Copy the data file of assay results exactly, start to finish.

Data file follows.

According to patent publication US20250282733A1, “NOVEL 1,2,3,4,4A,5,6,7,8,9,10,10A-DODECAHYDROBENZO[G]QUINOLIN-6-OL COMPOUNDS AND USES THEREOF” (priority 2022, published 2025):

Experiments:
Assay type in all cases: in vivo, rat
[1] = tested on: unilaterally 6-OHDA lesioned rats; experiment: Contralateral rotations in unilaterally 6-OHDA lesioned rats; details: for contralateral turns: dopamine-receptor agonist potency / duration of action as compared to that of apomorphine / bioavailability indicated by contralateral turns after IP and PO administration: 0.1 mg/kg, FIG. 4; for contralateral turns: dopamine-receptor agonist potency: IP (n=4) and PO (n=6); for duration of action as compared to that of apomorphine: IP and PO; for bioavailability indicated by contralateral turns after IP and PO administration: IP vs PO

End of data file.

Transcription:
According to patent publication US20250282733A1, “NOVEL 1,2,3,4,4A,5,6,7,8,9,10,10A-DODECAHYDROBENZO[G]QUINOLIN-6-OL COMPOUNDS AND USES THEREOF” (priority 2022, published 2025):

Experiments:
Assay type in all cases: in vivo, rat
[1] = tested on: unilaterally 6-OHDA lesioned rats; experiment: Contralateral rotations in unilaterally 6-OHDA lesioned rats; details: for contralateral turns: dopamine-receptor agonist potency / duration of action as compared to that of apomorphine / bioavailability indicated by contralateral turns after IP and PO administration: 0.1 mg/kg, FIG. 4; for contralateral turns: dopamine-receptor agonist potency: IP (n=4) and PO (n=6); for duration of action as compared to that of apomorphine: IP and PO; for bioavailability indicated by contralateral turns after IP and PO administration: IP vs PO